Prime Minister Hailemariam Desalegn who was speaking at the opening of the two-day Second Conference on Climate Change and Development in Africa in Addis Ababa, Ethiopia Friday October 19, 2012 said the performance of the developed countries in activating the short-term financial commitments at the Copenhagen Climate Conference can only be described as “extremely disappointing”, adding that “However it is defined, their actions have failed the ‘new additionality’ test,” he said.
He argued that “there is now a real risk that the Green Climate Fund will be no more than an empty shell.”
Prime Minister Desalegn argued further that African countries have a moral and legal claim to climate change financing.
“I cannot stress too strongly that the finance needed for climate action in Africa must be real and significant,” he said, calling on African leaders to continue to articulate the continent’s concerns and delimit their positions with added vigour.
He also called on African leaders and climate negotiators to help achieve genuine progress at COP 18 to be held in Doha in November 2012.
“Our efforts in this direction must, of course, be based on scientific research and empirically sound assessments. We will stand a much better chance of making progress if we negotiate on the basis of sound scientific data,” he said.
In his address, Dr. Carlos Lopes, the Executive Secretary of the United Nations Economic Commission for Africa (UNECA) reiterated the risks that Africa faces from climate change.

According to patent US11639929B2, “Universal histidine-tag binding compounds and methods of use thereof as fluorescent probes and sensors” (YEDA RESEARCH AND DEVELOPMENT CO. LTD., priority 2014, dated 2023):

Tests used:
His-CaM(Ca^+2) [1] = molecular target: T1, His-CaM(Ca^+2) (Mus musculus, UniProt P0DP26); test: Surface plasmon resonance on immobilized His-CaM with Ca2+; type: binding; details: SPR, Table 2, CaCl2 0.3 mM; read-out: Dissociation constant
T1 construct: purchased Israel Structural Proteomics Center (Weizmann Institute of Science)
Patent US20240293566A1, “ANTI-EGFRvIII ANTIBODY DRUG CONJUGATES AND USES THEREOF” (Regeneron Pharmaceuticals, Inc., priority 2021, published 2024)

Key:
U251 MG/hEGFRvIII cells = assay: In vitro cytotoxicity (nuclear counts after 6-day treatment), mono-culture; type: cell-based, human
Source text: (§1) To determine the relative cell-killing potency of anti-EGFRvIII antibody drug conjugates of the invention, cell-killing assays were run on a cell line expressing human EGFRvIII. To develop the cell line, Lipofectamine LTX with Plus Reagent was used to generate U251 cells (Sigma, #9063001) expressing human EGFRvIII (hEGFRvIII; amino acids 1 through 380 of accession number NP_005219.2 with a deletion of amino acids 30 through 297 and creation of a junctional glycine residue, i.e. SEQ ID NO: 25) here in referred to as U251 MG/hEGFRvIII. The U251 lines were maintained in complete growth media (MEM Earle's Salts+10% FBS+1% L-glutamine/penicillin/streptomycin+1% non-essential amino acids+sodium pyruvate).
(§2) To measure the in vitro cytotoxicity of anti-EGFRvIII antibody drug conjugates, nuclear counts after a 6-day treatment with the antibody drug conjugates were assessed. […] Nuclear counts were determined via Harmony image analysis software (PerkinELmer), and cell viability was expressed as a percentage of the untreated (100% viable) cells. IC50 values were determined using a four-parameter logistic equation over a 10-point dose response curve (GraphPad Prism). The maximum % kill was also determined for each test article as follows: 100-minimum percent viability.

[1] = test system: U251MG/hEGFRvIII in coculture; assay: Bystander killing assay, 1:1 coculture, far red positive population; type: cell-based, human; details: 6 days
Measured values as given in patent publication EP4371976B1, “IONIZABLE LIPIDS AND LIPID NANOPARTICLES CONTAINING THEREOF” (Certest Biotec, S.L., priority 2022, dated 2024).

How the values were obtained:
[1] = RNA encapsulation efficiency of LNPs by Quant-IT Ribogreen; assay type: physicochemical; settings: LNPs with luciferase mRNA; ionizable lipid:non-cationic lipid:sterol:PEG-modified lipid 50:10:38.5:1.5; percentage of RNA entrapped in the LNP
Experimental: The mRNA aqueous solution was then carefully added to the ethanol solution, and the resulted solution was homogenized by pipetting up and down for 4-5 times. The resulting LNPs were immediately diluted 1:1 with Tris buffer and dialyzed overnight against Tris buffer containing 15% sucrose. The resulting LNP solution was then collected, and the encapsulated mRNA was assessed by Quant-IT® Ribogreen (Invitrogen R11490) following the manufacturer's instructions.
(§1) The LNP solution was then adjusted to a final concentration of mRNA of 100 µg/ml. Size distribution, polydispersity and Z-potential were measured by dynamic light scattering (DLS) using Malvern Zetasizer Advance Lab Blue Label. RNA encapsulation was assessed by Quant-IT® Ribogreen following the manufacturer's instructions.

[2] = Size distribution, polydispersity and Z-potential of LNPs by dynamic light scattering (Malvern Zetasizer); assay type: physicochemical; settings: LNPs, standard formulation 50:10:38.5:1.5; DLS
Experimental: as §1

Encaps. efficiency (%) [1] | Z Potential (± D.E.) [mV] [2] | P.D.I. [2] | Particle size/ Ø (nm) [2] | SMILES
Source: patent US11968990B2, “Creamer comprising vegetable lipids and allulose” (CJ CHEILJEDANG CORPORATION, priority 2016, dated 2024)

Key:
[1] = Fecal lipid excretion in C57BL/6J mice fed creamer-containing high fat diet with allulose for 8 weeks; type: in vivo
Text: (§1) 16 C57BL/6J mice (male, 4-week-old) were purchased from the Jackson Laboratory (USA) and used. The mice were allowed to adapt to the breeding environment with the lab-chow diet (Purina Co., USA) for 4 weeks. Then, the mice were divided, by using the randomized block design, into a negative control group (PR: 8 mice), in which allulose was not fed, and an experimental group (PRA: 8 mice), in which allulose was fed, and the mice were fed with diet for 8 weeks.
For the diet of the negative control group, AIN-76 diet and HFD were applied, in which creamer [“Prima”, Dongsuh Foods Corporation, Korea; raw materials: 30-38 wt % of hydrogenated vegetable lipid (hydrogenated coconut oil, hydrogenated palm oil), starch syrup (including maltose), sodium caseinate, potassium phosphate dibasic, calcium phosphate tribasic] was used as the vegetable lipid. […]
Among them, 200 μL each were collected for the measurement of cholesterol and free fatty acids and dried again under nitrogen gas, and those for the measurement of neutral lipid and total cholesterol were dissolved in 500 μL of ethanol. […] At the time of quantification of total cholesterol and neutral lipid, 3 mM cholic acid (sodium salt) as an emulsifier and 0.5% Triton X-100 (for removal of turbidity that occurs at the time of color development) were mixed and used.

“It has been said that the global climate is already changing. With this fact comes the stark truth that Africa is already being affected in various ways. We are already witnesses to increasing temperature, more frequent and severe incidents of drought and floods, retreats in snow coverage and rising sea levels,” he said.
“These things matter to us. There is the well known fact of Africa’s vulnerability despite having contributed least to the problem. Unlike most other regions, Africa faces the challenge of adapting to climate change from the lower end of the development spectrum,” he said.
Dr. Lopes indicated that climate change will impact on African agriculture either where it is primarily rain-fed or in its arid and semi-arid areas.
“Other sectors including health, energy, water and sanitation will similarly be impacted by climate change and all of them will require appropriate policy responses,” he said.
The conference being organised by the African Climaet Policy Centre (ACPC) of the ECA is under the theme, “Advancing Knowledge, Policy and Practice in Climate Change and Development”.
Dr. Lopes urged that Africa’s position in the forthcoming climate change negotiations has to be well prepared so as to obtain its unchanging objectives of obtaining access to more finance, appropriate technology and capacity development needs.
By Emmanuel K. Dogbevi, in Addis Ababa, Ethiopia